Employers will also assess a candidate’s business skills, personal attributes, industry knowledge and distinctions such as industry certifications or professional training.
Training, Other Qualifications and Advancement
If you aspire to a global supply chain planner career, you’ll need to demonstrate strong planning, quantitative and reasoning skills, as well as proficiency in database software applications. Excellent written and verbal communication skills are a must. You’ll also do well to gain an understanding of supply chain principles, and to sharpen the following skills and attributes:
- Rational decision-making, negotiating and influencing skills.
- An analytical work style.
- The ability to work effectively on a team or independently.
- Accountability, initiative, integrity and maturity.
- Foreign language skills.
Advancing in this field may be possible upon gaining work experience or obtaining an advanced degree. Some employers may offer tuition assistance that could enable you to earn an advanced degree.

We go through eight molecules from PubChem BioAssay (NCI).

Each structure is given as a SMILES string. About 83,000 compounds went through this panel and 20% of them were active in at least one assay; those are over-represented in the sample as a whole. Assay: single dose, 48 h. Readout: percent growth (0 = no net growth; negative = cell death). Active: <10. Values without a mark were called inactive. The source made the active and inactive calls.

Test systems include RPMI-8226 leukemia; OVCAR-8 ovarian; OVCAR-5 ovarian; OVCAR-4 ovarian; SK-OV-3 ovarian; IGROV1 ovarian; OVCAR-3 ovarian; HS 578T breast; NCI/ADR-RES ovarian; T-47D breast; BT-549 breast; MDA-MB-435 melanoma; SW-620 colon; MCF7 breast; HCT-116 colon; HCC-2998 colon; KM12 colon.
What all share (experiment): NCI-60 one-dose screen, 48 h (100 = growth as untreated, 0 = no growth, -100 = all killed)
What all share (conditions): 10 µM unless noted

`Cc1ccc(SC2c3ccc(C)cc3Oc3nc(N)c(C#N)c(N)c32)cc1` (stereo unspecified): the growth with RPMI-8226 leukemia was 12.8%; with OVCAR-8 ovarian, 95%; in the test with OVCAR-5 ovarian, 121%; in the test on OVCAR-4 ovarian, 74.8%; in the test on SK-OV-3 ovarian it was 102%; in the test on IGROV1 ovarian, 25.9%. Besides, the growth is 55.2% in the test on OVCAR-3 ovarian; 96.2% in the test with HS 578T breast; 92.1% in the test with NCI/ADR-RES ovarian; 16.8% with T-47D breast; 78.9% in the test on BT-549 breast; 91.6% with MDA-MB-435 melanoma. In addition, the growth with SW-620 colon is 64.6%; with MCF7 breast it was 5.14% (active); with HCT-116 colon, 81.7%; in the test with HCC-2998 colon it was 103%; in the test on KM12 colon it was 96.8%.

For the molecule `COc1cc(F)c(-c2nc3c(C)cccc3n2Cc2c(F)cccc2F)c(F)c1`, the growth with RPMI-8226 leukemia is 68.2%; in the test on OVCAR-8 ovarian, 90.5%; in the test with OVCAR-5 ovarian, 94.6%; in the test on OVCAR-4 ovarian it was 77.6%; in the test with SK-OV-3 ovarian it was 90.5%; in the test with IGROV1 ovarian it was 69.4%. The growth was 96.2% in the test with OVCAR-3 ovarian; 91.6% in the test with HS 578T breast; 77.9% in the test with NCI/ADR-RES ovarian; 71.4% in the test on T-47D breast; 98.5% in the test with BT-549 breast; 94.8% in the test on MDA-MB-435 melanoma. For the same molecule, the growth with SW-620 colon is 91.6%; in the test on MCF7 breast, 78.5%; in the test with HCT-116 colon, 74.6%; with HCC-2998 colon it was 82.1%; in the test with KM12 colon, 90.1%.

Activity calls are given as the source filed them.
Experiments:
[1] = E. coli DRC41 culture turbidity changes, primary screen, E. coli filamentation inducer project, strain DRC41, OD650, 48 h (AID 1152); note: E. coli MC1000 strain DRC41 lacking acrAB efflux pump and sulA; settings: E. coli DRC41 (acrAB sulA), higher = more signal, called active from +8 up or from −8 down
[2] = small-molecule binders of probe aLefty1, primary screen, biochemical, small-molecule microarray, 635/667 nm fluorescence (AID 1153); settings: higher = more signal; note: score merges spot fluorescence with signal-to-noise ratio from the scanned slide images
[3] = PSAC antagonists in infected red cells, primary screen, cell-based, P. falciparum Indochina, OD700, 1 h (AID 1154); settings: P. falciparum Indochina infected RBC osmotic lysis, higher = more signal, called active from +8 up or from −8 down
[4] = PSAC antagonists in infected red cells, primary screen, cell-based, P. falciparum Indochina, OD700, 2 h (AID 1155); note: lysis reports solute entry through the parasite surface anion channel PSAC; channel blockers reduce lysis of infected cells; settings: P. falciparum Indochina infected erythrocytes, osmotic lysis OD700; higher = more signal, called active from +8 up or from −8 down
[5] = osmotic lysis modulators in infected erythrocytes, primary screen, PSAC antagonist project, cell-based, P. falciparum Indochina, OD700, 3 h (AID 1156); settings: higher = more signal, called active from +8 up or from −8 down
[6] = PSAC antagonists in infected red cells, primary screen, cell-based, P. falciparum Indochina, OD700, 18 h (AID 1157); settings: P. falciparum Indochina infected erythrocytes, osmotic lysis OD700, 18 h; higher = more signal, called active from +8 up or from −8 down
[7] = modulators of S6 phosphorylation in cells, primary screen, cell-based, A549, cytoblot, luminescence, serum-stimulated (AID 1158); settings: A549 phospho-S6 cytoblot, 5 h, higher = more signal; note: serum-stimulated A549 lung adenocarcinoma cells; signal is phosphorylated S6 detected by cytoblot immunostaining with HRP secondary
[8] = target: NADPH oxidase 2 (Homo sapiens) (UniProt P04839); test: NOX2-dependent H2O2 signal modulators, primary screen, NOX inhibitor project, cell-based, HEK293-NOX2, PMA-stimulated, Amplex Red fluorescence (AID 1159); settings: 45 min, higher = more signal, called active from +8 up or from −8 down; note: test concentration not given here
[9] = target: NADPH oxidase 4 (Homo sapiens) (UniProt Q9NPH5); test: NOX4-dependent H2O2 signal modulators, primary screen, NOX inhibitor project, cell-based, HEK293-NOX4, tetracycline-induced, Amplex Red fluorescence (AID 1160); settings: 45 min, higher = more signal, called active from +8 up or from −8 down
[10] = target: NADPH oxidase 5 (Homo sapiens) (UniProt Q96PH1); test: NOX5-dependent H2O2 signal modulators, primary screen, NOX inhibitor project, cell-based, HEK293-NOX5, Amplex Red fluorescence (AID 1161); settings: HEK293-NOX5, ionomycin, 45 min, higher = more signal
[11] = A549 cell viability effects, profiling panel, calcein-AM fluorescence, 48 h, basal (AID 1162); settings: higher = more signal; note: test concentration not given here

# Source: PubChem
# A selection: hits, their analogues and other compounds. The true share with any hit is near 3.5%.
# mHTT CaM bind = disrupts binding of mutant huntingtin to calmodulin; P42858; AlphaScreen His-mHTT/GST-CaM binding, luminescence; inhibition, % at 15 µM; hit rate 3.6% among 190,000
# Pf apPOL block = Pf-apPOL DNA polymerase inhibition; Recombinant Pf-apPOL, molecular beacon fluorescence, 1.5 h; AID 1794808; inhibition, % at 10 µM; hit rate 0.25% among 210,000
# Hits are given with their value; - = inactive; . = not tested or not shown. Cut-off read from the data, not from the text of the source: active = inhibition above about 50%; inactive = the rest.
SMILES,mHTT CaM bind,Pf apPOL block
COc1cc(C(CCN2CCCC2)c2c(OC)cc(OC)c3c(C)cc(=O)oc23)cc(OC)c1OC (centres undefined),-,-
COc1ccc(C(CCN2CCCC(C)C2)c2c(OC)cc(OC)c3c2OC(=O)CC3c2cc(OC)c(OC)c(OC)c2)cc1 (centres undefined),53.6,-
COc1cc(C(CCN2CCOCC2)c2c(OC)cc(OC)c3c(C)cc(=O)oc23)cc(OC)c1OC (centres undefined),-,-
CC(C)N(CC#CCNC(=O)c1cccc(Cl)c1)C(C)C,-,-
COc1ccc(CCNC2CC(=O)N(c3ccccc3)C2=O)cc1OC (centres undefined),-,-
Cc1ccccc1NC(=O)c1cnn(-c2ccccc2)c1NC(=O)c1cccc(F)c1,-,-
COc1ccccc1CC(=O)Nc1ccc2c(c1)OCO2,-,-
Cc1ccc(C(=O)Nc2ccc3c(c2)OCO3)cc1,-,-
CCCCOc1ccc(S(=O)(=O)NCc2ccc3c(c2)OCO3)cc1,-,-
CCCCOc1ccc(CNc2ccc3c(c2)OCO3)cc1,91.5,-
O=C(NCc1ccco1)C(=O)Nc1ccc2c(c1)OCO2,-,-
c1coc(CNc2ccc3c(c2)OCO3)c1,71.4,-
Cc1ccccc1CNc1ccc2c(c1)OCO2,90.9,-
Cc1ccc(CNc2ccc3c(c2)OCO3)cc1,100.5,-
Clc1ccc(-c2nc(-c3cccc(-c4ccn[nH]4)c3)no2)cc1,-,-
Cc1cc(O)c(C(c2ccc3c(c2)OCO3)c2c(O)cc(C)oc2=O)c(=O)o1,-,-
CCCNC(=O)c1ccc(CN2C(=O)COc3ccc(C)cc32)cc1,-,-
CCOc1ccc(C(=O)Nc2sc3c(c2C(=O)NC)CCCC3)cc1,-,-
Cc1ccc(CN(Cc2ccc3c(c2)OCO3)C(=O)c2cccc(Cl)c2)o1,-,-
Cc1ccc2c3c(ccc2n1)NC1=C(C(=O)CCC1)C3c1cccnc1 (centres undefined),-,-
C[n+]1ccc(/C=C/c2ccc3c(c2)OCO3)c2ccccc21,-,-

Potential Salary for Global Supply Chain Planners
According to a 2010 national survey conducted by the U.S. Department of Labor, the median annual salary for the occupational category that includes global supply chain planners was $96,450. Because salary potential may vary depending on location, education and experience, prospective students are encouraged to conduct independent research to determine actual earning potential.
A Global Supply Chain Planner Career Can be Yours with Proper Planning
If you get a kick out of analyzing and quantifying data, and have a desire to contribute to the economy on a global scale, you may be a great fit for a global supply chain planner career. Use this career guide as your planning tool, and you’ll soon be ready for success in this exciting and challenging field.
* Prospective students are encouraged to conduct independent research regarding actual job growth rates, which vary according to location, education and experience.